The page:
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Glasgow set to host world’s biggest climate conference


​Scotland first needs to get its own house in order say campaigners

Campaigners say choosing Glasgow to host the world’s biggest climate conference is a “vital milestone.”

The city will welcome 200 world leaders and around 30,000 delegates if the UK is chosen to host COP26, the 26th Conference of the Parties (COP) to the United Nations framework convention on climate change (UNFCCC).

The programme of events would be based at the Scottish Event Campus conference centre which includes the SECC, the Hydro and the Armadillo.

A decision on the location for the UN conference, which has been described as the most important gathering on climate change since the Paris agreement was signed in 2015, is expected later this year.

Former energy minister Claire Perry, who is the UK-nominated president for COP26, said: "As one of the UK's most sustainable cities, with a record for hosting high-profile international events, Glasgow is the right choice to showcase the UK's commitment to the environment.

"In 2020, world leaders will come together to discuss how to protect our planet and set the direction for the years to come."

Lang Banks, director at WWF Scotland said: “The news that Glasgow could host this event is very exciting. This will be a vital milestone in the global response to the growing climate crisis. The fossil fuel era began in Scotland and in 2020 the global community must come to Glasgow and say that this will be the last fossil fuel generation and that we are ready to take on the climate and nature emergencies we face.”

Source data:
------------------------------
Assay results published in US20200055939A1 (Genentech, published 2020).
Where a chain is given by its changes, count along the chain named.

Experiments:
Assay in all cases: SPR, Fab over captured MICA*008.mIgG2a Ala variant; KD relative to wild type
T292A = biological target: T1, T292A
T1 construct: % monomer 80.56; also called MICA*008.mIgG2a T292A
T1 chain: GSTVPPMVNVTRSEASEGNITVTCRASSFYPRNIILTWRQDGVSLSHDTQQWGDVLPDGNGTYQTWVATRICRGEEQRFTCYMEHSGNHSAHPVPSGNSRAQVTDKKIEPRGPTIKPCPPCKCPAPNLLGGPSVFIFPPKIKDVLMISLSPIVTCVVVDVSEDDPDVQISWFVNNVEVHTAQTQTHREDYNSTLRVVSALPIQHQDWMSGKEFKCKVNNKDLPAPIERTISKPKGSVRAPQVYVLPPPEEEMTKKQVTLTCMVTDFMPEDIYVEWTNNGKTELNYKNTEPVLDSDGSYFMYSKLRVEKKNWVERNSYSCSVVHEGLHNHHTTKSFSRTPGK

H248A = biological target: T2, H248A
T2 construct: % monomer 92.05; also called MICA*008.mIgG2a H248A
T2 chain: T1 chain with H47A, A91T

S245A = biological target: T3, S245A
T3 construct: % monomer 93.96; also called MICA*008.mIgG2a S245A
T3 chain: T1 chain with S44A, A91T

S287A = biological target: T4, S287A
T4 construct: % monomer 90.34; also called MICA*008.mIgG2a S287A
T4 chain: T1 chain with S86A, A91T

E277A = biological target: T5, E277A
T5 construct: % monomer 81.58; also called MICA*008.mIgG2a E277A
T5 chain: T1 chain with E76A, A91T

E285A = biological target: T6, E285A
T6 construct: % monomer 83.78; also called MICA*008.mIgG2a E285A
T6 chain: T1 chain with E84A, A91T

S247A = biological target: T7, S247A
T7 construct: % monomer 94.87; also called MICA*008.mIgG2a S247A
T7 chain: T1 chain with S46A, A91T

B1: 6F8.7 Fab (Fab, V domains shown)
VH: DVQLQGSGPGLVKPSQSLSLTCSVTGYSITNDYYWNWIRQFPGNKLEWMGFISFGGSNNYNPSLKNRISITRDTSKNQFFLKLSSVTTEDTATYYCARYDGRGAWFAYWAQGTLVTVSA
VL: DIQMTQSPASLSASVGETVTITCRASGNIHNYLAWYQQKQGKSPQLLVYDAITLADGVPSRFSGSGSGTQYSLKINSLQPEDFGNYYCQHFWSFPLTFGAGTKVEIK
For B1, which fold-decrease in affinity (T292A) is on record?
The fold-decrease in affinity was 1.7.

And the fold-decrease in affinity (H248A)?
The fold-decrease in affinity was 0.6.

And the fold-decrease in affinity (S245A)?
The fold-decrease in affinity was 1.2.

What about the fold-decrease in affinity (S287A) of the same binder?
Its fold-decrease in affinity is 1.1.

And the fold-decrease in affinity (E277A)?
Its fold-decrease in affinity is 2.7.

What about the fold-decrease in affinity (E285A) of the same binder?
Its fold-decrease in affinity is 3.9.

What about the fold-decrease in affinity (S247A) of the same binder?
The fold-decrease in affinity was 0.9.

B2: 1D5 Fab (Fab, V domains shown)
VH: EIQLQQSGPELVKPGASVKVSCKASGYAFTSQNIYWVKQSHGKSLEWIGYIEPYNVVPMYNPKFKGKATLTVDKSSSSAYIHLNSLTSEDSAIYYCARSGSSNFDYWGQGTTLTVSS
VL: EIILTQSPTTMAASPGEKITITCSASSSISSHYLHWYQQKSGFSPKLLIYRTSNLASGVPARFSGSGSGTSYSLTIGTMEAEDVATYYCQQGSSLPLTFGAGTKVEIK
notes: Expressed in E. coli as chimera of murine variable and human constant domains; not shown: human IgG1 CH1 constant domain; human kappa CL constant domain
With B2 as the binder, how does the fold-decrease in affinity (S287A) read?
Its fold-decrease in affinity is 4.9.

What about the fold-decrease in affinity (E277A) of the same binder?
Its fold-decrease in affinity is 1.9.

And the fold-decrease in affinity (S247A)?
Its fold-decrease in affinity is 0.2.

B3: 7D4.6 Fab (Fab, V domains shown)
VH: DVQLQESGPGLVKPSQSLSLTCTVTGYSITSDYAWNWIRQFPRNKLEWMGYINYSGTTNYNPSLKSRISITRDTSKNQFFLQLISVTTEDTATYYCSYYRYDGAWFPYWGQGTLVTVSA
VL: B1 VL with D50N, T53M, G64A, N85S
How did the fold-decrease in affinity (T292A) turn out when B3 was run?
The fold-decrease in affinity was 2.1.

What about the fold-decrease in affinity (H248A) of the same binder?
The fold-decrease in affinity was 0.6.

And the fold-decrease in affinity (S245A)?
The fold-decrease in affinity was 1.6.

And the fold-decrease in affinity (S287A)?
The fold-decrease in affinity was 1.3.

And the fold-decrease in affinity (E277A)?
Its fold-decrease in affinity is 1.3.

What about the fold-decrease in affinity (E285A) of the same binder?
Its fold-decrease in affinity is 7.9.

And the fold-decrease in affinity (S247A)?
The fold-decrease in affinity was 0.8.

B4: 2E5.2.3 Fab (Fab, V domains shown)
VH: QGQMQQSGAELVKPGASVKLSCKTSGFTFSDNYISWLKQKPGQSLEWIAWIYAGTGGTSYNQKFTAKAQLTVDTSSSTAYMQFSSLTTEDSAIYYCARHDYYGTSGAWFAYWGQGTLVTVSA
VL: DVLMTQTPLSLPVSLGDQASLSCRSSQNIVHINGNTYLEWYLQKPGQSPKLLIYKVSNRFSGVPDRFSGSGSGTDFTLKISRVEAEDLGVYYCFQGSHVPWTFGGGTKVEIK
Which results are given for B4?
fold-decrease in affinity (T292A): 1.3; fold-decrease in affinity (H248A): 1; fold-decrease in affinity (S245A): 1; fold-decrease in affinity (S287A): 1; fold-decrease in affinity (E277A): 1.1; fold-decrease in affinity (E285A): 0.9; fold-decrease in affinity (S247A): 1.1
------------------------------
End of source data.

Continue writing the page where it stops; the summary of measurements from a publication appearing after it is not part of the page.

Friends of the Earth Scotland Director Richard Dixon said he welcomed the conference coming to Scotland. However he added: “Despite warm words, Scotland and the UK still aren’t planning to do enough to tackle the climate crisis.

“If the Scottish Government doesn't increase its targets in the Climate Bill currently before Parliament, COP26 will expose Scotland as simply one of many rich, industrialised countries failing to deliver their fair share of efforts to tackle the crisis.”

Dr Alison Doig, Christian Aid’s head of policy who was born in Glasgow and chairs the group that coordinates UK NGOs’ engagement with the government, said: “Hosting the UN climate summit is a huge responsibility, as we are already seeing the very real impacts of the climate crisis.

“With record temperatures in the UK and across Europe recently, devastating floods in Mozambique and India, and weather extremes causing havoc in other parts of the world, it will be up to the UK’s diplomatic skills and influence to ensure the Glasgow summit delivers a positive and urgent outcome for the planet.”



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